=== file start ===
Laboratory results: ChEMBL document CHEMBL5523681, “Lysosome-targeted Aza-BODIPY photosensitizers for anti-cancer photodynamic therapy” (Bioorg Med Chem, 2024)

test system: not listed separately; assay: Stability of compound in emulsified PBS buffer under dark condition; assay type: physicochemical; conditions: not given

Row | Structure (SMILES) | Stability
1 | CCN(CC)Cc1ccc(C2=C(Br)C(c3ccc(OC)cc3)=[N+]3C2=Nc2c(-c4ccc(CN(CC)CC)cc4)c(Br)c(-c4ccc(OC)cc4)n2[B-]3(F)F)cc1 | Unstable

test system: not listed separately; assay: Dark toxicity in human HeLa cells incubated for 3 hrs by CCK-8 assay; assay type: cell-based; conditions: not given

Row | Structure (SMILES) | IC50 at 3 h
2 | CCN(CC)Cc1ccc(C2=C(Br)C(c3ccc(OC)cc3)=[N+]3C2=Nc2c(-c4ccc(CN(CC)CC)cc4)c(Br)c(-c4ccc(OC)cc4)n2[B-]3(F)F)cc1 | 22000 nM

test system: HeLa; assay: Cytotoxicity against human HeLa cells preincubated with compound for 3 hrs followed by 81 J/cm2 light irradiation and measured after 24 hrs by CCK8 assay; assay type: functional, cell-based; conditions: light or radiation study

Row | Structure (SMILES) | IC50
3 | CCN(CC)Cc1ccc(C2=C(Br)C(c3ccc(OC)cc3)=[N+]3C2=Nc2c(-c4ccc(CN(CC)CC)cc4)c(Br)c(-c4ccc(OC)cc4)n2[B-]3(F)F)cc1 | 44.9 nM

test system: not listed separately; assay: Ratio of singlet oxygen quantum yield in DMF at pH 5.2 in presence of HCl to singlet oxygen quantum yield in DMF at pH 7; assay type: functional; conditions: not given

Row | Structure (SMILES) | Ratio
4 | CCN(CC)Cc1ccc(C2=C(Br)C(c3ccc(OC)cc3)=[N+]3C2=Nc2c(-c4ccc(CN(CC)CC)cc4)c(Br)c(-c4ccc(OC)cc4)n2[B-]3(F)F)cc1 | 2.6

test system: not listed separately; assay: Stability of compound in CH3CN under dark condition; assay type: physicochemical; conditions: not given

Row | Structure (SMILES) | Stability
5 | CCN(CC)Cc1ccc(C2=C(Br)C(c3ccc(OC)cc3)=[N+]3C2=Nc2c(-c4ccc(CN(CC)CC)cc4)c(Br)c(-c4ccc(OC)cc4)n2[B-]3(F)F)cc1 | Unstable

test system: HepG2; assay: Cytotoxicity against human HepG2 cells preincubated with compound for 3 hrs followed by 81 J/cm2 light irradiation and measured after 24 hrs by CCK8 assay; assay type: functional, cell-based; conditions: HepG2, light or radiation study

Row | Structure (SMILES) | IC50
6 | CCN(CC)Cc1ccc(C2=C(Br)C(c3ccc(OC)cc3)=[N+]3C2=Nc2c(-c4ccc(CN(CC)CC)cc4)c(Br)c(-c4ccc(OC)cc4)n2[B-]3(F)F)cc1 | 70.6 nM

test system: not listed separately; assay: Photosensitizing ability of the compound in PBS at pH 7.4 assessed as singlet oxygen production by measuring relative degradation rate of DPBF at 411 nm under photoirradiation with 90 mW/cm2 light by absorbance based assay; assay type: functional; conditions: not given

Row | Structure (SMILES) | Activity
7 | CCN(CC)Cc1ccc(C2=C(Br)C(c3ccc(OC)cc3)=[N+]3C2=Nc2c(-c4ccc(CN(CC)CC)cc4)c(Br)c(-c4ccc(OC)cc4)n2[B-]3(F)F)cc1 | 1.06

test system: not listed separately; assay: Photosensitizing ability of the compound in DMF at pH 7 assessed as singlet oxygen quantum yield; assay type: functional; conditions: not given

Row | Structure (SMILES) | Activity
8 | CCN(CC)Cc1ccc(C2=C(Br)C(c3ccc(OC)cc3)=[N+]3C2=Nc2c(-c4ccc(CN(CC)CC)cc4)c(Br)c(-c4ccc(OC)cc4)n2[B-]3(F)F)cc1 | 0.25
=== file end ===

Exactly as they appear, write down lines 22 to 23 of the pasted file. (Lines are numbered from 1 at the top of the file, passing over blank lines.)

7 | CCN(CC)Cc1ccc(C2=C(Br)C(c3ccc(OC)cc3)=[N+]3C2=Nc2c(-c4ccc(CN(CC)CC)cc4)c(Br)c(-c4ccc(OC)cc4)n2[B-]3(F)F)cc1 | 1.06

test system: not listed separately; assay: Photosensitizing ability of the compound in DMF at pH 7 assessed as singlet oxygen quantum yield; assay type: functional; conditions: not given